The compulsory portion can, in principle, neither be excluded by testament, nor by inheritance contract. Only in very extreme cases of “gross ingratitude” (for example: by physical abuse), is the exclusion of the compulsory portion possible. However, the entitled beneficiary of the compulsory portion can voluntarily waive their future statuary portion before inheritance. Such a compulsory portion waiver agreement between heir and testator requires notarial certification.
For the meeting with the notary, we ask you to consider the following questions and to bring along the following documents:
- Who should be appointed as an heir (complete name, date of birth, address), in the case of several heirs: at what shares?
- Should other people be receiving a bequest (money, objects)?
- If the heir dies before the testator: Who should be a replacement heir for him (for example, his children, wife, etc.)?
- Do last wills and testaments or inheritance contracts already exist? Please bring them with you.
Notary fees cannot be levied or negotiated at the will of the notary; they are strictly regulated by law. Decisive is the Court and Notary Fees Act that applies throughout federal territory. Therefore, the same fees are always charged by each notary for the same notarial activity.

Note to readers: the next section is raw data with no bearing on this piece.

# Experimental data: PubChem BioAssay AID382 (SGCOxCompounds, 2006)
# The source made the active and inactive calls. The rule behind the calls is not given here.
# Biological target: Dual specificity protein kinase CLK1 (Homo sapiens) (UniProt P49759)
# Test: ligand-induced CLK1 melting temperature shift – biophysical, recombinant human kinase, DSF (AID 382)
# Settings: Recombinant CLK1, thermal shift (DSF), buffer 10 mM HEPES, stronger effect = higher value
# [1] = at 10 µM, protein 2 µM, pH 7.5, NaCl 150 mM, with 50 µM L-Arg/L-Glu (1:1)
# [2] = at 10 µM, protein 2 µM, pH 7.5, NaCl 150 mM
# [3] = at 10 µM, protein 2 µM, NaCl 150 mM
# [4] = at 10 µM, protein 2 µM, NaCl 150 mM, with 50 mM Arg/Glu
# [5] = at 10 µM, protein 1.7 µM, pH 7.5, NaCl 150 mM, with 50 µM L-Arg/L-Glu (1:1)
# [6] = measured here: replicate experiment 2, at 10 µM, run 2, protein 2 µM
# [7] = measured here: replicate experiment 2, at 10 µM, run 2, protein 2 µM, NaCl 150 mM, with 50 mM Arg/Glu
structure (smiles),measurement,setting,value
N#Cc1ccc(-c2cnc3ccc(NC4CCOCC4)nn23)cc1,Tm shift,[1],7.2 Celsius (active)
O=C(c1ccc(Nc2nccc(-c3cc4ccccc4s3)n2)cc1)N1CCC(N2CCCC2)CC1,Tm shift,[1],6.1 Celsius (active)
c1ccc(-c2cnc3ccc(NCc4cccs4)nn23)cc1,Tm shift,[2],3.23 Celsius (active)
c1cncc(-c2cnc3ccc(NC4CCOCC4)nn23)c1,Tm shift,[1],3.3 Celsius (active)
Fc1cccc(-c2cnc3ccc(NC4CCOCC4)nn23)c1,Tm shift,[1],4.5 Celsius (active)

The notarization fees are based on the so-called commercial value, for a last will and testament it is calculated using the so-called modified net assets of the person making the will at the time of the certification, using the following formula: (gross assets, open market values of all assets, less liabilities, at least half of the gross assets) x 1.3. For an inheritance contract, the modified net worth of both spouses is added together. In the notarization fees, the costs for consultation and draft creation as well as changes to it are included. In addition, there are usually some additional small expenses for copies, postage and telephone, the statutory value-added tax and the registration by the central register of last wills and testaments.
|Commercial value: € 100.000,00||Net notary costs||ca. € 280,00|
|Commercial value: € 100.000,00||Net notary costs||ca. € 550,00|